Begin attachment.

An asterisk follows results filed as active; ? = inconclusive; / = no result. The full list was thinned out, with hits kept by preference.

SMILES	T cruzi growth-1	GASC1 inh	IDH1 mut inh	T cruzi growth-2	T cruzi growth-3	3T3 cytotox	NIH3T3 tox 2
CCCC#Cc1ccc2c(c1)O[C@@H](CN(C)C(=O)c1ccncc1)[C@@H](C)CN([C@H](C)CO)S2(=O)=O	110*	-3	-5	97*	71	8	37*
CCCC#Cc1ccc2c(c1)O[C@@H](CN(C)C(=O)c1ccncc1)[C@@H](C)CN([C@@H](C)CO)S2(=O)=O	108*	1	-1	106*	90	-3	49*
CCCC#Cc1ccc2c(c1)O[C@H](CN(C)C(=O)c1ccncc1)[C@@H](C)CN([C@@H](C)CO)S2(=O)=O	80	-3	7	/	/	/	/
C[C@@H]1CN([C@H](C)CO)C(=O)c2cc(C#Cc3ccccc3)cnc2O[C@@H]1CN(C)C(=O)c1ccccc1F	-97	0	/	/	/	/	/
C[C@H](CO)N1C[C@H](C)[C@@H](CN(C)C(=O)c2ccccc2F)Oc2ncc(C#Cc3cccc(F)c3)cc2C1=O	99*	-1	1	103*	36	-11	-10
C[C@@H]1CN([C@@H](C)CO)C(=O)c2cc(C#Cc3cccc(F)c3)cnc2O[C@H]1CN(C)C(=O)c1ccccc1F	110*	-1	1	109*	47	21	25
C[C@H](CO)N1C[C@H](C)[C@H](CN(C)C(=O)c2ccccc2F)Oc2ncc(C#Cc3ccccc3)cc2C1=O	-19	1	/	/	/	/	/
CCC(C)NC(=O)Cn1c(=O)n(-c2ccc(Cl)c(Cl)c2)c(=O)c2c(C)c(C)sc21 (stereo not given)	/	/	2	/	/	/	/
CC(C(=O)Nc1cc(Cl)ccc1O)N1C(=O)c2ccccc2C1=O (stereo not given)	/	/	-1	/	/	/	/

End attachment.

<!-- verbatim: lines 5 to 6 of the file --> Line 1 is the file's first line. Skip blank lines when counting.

CCCC#Cc1ccc2c(c1)O[C@H](CN(C)C(=O)c1ccncc1)[C@@H](C)CN([C@@H](C)CO)S2(=O)=O	80	-3	7	/	/	/	/
C[C@@H]1CN([C@H](C)CO)C(=O)c2cc(C#Cc3ccccc3)cnc2O[C@@H]1CN(C)C(=O)c1ccccc1F	-97	0	/	/	/	/	/